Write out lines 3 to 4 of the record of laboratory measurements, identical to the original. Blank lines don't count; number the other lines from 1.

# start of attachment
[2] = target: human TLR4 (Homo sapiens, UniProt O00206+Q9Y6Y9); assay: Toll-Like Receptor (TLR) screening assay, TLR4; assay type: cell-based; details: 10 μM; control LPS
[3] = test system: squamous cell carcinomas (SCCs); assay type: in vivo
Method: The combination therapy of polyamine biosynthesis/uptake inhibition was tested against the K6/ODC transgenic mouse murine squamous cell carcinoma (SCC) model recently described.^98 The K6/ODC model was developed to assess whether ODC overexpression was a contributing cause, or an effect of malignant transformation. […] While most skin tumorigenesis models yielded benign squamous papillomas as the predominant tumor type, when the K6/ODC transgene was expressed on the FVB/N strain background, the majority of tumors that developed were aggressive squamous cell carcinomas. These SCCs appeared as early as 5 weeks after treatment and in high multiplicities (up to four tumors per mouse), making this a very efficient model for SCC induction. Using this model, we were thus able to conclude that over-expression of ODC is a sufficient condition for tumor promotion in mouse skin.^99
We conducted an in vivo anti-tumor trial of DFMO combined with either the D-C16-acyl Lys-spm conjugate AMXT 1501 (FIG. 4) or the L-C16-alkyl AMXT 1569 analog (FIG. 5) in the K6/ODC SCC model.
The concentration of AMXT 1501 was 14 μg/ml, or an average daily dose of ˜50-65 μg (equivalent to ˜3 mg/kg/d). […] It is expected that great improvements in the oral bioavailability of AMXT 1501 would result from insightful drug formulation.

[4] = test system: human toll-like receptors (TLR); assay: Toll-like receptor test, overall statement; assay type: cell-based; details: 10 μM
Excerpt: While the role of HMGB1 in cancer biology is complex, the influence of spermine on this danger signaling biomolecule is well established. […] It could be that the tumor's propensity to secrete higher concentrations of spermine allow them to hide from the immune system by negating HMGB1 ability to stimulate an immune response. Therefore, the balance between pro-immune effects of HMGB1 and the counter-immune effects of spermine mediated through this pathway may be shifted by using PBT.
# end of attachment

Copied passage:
Method: The combination therapy of polyamine biosynthesis/uptake inhibition was tested against the K6/ODC transgenic mouse murine squamous cell carcinoma (SCC) model recently described.^98 The K6/ODC model was developed to assess whether ODC overexpression was a contributing cause, or an effect of malignant transformation. […] While most skin tumorigenesis models yielded benign squamous papillomas as the predominant tumor type, when the K6/ODC transgene was expressed on the FVB/N strain background, the majority of tumors that developed were aggressive squamous cell carcinomas. These SCCs appeared as early as 5 weeks after treatment and in high multiplicities (up to four tumors per mouse), making this a very efficient model for SCC induction. Using this model, we were thus able to conclude that over-expression of ODC is a sufficient condition for tumor promotion in mouse skin.^99
We conducted an in vivo anti-tumor trial of DFMO combined with either the D-C16-acyl Lys-spm conjugate AMXT 1501 (FIG. 4) or the L-C16-alkyl AMXT 1569 analog (FIG. 5) in the K6/ODC SCC model.